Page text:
(Repost, remembering to cc llvm-dev this time)
I’ve done some grepping for a few of these gotchas in llvm/test and clang/test. Of course this isn’t looking for the check prefixes that are actually used, but CHECK would be by far the most common, so I think we can take it as a non-definitive proxy for other cases.
Gotcha A (missing colon): This has a fair number of examples in the wild. Usually the colon is just missing, although I’ve seen a few examples that had a semicolon instead of colon, which is an easy typo to make. The real problem here is coming up with a heuristic that will distinguish “things that are likely a mistake” from “things that are likely just a comment” so that the diagnostic has a reasonably low false-positive rate.
For example, in the wild I’ve seen
// TEMPORARY CHECK: X which FileCheck will treat as a real directive. On the other hand we don’t want it to look at
// These CHECK lines are here on purpose and diagnose that as a missing colon.
I’ve been poking at this over the past day or so and I now think the most reasonable heuristic is: If the directive is preceded by an alphanumeric (+ whitespace) or an
= or ‘,’ then it’s likely a comment or a RUN: line that we don’t want to diagnose. This means we would not diagnose a missing colon in
// TEMPORARY CHECK; X but that sort of case is extremely rare. We would diagnose
// (TEMPORARY) CHECK; X however.
The previous heuristic we discussed was that the diagnostic is reported only if, other than whitespace, the directive is at the beginning of a line or at the beginning of a comment (for some definition of comment). It appears that your new heuristic strictly expands the cases that would be diagnosed. Is that right? Is there a specific case you saw in the test suites that is covered by your new heuristic but not by the previous heuristic?
Your new heuristic does have additional false positives in the test suites, like the following:
// NOTE: CHECK lines have been autogenerated by gen_ast_dump_json_test.py
// FIXME: CHECK-NOT is broken somehow, it doesn’t work here. Check adjacency instead.
This makes me wonder if such heuristics are going to create a frustrating FileCheck user experience when trying to write comments.
Consider what happens if we implement your heuristic in a parameterized way using new environment variables with the following defaults:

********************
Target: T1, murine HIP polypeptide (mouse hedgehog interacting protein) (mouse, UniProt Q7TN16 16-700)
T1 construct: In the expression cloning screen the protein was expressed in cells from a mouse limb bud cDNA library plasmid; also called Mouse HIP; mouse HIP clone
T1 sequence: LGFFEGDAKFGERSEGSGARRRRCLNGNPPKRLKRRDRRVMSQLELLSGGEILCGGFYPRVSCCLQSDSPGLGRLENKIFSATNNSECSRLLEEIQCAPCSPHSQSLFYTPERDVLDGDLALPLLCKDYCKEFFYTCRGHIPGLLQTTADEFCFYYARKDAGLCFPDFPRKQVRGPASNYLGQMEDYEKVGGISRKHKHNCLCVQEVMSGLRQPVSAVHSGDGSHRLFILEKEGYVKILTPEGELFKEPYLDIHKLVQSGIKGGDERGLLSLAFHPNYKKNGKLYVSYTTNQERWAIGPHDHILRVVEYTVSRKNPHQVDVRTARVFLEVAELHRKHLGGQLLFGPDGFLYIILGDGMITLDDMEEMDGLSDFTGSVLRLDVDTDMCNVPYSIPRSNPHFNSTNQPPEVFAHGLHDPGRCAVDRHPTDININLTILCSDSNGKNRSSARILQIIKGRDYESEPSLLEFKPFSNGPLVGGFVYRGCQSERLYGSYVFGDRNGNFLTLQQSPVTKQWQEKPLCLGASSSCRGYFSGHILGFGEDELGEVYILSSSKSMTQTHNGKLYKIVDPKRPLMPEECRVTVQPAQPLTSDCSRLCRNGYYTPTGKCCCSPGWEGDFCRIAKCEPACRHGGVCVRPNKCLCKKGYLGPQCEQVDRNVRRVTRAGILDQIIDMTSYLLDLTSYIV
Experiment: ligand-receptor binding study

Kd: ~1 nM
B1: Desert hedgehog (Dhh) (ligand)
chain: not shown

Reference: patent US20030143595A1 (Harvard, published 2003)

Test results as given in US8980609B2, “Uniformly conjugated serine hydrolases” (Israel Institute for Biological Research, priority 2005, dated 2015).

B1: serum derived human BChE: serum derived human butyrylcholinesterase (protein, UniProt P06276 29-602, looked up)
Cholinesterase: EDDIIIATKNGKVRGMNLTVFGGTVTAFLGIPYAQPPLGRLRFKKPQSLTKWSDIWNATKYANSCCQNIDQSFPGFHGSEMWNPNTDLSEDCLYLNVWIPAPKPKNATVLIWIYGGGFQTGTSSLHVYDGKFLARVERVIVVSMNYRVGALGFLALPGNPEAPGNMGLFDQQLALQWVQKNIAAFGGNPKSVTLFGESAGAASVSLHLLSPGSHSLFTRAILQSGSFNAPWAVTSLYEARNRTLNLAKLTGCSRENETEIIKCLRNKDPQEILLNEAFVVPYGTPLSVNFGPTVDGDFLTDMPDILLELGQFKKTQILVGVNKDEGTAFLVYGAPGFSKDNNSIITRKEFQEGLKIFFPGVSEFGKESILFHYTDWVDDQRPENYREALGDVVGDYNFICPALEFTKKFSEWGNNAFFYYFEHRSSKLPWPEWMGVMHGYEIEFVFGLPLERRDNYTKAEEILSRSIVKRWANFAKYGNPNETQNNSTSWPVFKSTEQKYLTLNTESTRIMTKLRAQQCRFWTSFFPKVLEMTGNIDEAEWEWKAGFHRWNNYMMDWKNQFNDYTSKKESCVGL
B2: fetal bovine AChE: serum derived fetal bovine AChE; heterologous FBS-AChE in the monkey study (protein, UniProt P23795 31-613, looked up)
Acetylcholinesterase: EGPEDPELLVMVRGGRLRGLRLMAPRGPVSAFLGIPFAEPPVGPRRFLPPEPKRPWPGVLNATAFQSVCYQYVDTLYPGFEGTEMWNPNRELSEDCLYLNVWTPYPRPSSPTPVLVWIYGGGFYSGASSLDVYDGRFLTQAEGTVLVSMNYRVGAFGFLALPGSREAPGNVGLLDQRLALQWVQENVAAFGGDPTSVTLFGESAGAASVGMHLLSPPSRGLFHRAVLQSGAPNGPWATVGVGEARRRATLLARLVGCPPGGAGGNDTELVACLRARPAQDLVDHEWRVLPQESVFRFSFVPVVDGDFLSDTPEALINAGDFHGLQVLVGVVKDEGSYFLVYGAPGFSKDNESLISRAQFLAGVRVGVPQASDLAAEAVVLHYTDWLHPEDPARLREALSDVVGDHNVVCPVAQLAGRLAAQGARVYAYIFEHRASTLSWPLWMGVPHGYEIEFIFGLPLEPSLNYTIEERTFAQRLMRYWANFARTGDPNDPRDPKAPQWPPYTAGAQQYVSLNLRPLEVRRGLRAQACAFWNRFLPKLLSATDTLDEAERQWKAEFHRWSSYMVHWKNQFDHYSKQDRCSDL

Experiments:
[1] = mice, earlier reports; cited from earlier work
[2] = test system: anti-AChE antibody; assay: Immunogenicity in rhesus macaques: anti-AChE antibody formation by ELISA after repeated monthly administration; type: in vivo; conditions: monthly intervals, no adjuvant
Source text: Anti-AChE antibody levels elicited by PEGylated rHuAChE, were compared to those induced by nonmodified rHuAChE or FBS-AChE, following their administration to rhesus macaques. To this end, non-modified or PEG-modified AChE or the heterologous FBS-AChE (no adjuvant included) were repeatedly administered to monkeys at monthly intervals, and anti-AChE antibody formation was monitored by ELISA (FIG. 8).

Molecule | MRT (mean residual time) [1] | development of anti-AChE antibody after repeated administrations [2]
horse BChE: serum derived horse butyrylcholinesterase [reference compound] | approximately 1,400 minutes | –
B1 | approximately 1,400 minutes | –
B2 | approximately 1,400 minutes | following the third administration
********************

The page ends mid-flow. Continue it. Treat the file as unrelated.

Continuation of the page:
So far, this is exactly your proposed heuristic except:
It’s slightly more to implement: just a couple of environment variables to read. Not that hard.
We can easily tweak the regex per test suite as we discover how this heuristic fares with the rest of check-all and with the rest of the prefixes (beyond CHECK).
Specific test suites that want total freedom in writing comments and are ready to protect them with something like ‘COM:’ could specify something like:
At some point in the future, when all test suites are compatible with 3, it could become the default (and we might then drop FILECHECK_COMMENT_APPLY). At that point:
A. Diagnostics would no longer be limited by heuristics’ shaky assumptions about intentions within comments. They know precisely what are just comments.
B. Users would know precisely where they can and cannot write the names of directives (both with and without the colon).
C. Users would have a way to comment out directives while making their intention very obvious (no more mangling).
This seems like both a short-term and long-term win for very little extra upfront effort.
Another question was whether we should require FileCheck directives to be preceded by a punctuation mark of some kind. I think that ought to be its own separate discussion.
Well, if we eventually require directive-like text to be FileCheck-commented, as described above, this question goes away.
Gotcha B (space between the directive and the colon): Some tests have this bug, so it would be worth catching.
James Henderson observed that legalizing it could help prettify some cases where we’re matching whitespace or the entire line. I don’t think it’s that valuable personally.
If we implement a reasonable diagnostic heuristic for the missing-colon case (Gotcha A), then we’ll catch this mistake in the same net.
Gotchas C,D (missing hyphen): I found exactly one case in the wild. I’d say the value is debatable.
(It’s a CHECKNEXT in llvm/test/CodeGen/PowerPC/testCompareslleqsi.ll if someone wants to fix it.)
Gotcha E (underscore instead of hyphen): I found 40 examples across clang/test and llvm/test. I am certain I have caught a few cases in review and pretty sure I’ve had to fix some of these that I typo’d myself. I’d say this is worth doing.
No arguments here.
Multiple suffixes: I believe there are NO multiple-suffix combinations that FileCheck currently supports. The tool should detect any multiple suffix combinations and report them as errors. Currently it looks for a limited set (basically, -NOT in combination with almost anything else), but it’s easy for someone to infer that if FileCheck doesn’t complain, then it will Do The Right Thing™ with other combinations. We should not be that user-unfriendly; we should complain about all multiple-suffix combinations.